Our central coast is blessed to share a Mediterranean-style climate with 4 other zones around the globe. This means we have the ability to feature plants in our gardens from an incredibly rich and diverse palette that are well-adapted to our growing conditions. Many of these fascinating shrubs are just coming into bloom now, so I’m highlighting the Protea family as one to watch.
Taken from the Greek, the Protea family was named after the legendary sea god Proteus, who could change his shape at will. As you will see, the family name was inspired by the surprising diversity offlowers and foliage across the different species.
Leucadendrons are probably the most popular of the Proteas for their year-round beauty and ease of garden culture. Hailing from South Africa, their chameleon-like ability to change their leaf color from green to burgundy and blush tones, to shades of yellow throughout the seasons makes them an outstanding garden subject. The various species range from dense 3-foot shrubs to 15-foot trees, so there’s usually a niche in any garden that could benefit from one, as long as the soil drains well.
Arguably the most exotic branch of the Protea family are the Leucospermums, or “Pincushions.” These intriguing flowers might have caught your eye highlighting a vase arrangement or creating a showstopping garden presence in a coastal planting. The waxy, spider-like flowers will light up your garden from late winter into spring with radiant shades of orange,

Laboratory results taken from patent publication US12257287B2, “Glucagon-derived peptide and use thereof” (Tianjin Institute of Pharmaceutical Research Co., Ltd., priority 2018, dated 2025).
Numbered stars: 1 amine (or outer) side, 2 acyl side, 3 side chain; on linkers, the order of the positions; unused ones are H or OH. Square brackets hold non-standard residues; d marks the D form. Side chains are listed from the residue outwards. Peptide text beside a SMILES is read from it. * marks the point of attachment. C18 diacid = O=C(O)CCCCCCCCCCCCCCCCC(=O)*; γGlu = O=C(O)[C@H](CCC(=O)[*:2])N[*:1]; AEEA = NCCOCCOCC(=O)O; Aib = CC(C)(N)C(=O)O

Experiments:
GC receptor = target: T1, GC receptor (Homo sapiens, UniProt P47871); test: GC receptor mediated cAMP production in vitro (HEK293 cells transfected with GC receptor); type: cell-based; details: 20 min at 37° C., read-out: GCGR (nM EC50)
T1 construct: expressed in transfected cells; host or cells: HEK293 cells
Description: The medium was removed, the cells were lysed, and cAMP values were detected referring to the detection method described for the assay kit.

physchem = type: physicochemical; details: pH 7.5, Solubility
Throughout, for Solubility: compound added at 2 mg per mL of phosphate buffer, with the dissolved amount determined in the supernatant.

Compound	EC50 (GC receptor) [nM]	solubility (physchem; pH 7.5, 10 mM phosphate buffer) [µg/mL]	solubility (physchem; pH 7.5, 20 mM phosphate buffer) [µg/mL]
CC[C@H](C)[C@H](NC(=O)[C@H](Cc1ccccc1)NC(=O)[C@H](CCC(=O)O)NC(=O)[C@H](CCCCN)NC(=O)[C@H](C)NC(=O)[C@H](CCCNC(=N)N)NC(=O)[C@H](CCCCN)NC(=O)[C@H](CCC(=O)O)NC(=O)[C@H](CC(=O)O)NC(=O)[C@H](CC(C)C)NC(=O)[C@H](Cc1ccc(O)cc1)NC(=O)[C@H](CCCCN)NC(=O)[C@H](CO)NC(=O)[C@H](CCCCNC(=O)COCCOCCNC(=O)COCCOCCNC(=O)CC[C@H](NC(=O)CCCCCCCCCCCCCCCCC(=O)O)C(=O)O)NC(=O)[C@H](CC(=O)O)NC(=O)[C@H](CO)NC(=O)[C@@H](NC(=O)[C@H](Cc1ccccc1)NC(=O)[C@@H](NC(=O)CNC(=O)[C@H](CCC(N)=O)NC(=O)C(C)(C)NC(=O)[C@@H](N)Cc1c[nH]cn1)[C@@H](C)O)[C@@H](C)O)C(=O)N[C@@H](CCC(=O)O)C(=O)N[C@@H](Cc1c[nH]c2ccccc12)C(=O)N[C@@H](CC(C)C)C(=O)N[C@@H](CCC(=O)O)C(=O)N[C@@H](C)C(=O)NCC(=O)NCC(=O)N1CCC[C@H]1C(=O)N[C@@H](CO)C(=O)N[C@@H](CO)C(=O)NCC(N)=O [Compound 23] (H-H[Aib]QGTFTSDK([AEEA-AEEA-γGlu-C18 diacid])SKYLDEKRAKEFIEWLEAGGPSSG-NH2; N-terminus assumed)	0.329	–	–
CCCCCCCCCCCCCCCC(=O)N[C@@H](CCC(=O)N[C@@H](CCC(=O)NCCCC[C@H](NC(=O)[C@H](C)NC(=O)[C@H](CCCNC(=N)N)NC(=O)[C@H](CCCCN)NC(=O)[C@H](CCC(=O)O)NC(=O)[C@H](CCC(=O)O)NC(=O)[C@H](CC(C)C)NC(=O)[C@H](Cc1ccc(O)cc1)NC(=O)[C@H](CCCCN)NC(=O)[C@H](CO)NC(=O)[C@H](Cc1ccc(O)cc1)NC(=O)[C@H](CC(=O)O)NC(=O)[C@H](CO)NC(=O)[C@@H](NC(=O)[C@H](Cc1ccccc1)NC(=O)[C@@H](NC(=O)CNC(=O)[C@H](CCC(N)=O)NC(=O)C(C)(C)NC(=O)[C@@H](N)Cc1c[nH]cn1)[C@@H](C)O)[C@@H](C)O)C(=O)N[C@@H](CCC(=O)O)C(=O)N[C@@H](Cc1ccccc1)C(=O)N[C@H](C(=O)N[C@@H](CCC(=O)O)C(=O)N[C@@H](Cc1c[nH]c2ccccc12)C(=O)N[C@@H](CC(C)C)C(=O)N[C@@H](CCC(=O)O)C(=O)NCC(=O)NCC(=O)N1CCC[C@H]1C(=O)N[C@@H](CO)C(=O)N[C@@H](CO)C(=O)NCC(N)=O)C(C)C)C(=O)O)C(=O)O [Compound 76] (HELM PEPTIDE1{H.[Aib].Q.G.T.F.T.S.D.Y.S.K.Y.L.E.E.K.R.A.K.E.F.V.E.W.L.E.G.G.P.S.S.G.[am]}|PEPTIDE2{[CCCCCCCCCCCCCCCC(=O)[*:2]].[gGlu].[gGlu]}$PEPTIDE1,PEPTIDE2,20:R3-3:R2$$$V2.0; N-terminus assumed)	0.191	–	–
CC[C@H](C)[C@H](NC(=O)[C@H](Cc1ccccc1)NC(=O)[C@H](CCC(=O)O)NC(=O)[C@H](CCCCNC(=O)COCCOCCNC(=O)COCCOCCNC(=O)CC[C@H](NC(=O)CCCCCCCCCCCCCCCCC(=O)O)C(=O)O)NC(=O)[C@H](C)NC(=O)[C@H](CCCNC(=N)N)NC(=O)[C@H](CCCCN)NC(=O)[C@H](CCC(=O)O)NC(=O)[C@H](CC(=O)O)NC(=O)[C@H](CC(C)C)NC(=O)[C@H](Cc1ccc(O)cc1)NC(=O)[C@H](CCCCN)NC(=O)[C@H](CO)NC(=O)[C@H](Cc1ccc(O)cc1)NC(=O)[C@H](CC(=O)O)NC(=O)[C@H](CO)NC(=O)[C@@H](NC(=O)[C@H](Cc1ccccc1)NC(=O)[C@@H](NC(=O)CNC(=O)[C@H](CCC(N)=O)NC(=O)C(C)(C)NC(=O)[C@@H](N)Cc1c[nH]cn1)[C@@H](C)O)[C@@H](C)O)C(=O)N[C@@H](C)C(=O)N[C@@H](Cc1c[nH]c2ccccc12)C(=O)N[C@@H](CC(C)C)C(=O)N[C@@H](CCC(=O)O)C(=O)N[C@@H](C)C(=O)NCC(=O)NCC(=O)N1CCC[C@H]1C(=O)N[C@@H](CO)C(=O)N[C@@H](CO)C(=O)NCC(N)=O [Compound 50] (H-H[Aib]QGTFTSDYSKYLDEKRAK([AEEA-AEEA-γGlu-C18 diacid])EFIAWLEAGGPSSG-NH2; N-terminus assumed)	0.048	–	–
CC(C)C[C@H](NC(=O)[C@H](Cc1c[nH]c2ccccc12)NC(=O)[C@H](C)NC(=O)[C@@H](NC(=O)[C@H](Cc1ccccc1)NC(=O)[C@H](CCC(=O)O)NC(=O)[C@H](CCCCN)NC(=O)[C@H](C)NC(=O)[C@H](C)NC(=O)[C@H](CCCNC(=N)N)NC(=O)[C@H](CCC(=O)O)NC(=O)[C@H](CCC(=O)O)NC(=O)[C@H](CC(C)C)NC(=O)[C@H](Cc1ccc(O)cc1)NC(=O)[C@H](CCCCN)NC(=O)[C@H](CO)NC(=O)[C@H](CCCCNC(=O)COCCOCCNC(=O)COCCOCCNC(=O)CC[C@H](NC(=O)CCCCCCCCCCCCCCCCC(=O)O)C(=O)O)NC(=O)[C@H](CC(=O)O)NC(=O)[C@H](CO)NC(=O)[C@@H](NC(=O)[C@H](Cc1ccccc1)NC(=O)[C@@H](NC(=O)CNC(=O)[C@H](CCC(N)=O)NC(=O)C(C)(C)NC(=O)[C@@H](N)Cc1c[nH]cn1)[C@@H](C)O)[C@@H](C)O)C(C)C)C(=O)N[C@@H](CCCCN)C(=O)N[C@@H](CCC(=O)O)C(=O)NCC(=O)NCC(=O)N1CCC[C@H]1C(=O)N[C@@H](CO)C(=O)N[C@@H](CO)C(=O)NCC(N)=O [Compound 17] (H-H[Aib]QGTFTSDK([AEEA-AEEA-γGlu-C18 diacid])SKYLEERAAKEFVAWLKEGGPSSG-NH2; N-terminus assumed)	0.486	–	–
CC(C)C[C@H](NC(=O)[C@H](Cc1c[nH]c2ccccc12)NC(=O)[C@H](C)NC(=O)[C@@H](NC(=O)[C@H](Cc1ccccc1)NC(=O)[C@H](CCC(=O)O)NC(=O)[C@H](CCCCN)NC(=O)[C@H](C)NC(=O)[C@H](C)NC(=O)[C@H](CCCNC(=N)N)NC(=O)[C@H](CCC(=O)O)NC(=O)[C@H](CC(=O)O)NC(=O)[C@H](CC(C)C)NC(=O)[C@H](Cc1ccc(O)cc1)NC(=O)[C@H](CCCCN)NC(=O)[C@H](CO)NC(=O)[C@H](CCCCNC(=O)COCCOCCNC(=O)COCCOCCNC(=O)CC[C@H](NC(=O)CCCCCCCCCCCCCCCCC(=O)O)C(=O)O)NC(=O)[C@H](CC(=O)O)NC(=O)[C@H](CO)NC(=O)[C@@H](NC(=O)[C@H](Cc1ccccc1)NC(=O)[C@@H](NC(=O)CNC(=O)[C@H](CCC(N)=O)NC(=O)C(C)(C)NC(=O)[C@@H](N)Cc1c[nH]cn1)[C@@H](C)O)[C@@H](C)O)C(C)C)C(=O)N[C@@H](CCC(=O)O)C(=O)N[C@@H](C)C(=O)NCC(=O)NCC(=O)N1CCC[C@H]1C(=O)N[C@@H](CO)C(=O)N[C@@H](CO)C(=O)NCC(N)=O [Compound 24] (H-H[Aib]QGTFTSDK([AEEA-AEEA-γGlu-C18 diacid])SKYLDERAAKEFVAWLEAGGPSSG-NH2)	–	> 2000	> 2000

red and yellow. The fuzzy foliage is an attractive attribute as well and comes in shapely lobes of green and silver, tipped with red.
The last arm of the Protea clan in this brief synopsis are the Banksias, an incredibly variable group ranging from low-growing species that will spill over walls, to dense shrubs and 20-foot trees. The flowers resemble fuzzy, elongated pine cones, with a texture that begs to be touched. They come in nearly every color from brilliant golds and yellows to vivid violets, oranges and fiery reds. Their foliage varies from pine needle forms and fern-like sprigs, to slender leaves whose edges appear to have been cut with a pinking shear. Their bold character makes them a fascinating background subject or a striking middle-of-the-border shrub as well.
With so many different Proteas, and so little space, how do you decide which ones to plant? Besides their outstanding beauty, they are very low maintenance plants and are versatile enough to fill a variety of garden functions:
- Try using a stand of Leucadendron ‘Safari Sunset’ to make an attractive privacy screen
- Employ creeping banksias to tackle a tough slope
- Plant Leucospermum reflexum, ‘The Skyrocket Pincushion,’ to anchor the back of a colorful perennial planting.
The key to successful Protea cultivation is to provide well-drained soil, moderate temperatures, and low soil fertility. If you’re on native clay, build berms with excess soil to facilitate better drainage. If your garden is a coastal sand dune, then you’re in luck and you’ll be able to grow these plants to perfection. All the Proteas mentioned above are coming into their peak season shortly so keep your eyes open for these botanical gems, and let us know what catches your eye!Tags: drought tolerant, ecological, Gardens by Gabriel, Landscape, landscaping, leucadendron, Organic, Protea, San Luis Obispo